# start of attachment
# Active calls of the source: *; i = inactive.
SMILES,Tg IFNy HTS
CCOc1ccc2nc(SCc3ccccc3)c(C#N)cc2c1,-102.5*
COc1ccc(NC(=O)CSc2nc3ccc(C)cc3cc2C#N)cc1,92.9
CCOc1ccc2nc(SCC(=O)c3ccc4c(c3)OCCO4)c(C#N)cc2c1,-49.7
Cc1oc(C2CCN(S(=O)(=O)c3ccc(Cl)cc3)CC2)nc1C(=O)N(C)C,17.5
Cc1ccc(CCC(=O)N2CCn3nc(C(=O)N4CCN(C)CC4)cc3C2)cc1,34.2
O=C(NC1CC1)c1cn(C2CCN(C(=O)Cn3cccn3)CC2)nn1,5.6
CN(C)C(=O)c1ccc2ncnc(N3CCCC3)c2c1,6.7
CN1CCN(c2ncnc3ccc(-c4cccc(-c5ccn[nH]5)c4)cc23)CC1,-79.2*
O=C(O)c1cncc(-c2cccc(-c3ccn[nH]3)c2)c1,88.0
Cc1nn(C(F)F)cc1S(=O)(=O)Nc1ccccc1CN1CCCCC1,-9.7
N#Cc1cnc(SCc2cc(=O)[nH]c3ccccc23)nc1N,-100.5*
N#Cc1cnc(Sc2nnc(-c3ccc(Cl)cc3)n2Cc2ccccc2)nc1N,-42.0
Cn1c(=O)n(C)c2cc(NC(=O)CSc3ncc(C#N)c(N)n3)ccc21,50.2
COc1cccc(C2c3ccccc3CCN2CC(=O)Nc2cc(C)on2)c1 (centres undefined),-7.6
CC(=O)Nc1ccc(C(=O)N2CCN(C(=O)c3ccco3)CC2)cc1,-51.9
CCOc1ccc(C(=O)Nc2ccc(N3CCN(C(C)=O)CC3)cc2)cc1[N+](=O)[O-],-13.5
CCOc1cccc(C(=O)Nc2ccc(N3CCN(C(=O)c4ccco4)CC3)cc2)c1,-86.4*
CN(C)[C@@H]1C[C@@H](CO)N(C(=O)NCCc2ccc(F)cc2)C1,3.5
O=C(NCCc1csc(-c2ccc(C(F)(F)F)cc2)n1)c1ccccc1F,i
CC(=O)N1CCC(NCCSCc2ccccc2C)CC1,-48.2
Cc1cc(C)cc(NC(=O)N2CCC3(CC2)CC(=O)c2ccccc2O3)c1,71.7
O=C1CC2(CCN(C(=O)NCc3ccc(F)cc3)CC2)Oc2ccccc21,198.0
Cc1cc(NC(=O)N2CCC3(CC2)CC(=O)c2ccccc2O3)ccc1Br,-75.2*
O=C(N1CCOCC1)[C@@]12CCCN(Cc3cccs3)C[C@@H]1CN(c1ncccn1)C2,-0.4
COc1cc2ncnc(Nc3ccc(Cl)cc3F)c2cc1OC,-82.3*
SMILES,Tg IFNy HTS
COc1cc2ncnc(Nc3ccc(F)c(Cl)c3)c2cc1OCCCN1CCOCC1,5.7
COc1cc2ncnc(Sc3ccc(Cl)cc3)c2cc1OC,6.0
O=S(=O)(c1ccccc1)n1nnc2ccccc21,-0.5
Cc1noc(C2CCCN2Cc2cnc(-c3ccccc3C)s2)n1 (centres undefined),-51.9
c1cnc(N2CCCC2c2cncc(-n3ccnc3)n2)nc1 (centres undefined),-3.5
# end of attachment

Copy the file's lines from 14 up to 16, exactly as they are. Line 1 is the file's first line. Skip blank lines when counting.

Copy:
N#Cc1cnc(Sc2nnc(-c3ccc(Cl)cc3)n2Cc2ccccc2)nc1N,-42.0
Cn1c(=O)n(C)c2cc(NC(=O)CSc3ncc(C#N)c(N)n3)ccc21,50.2
COc1cccc(C2c3ccccc3CCN2CC(=O)Nc2cc(C)on2)c1 (centres undefined),-7.6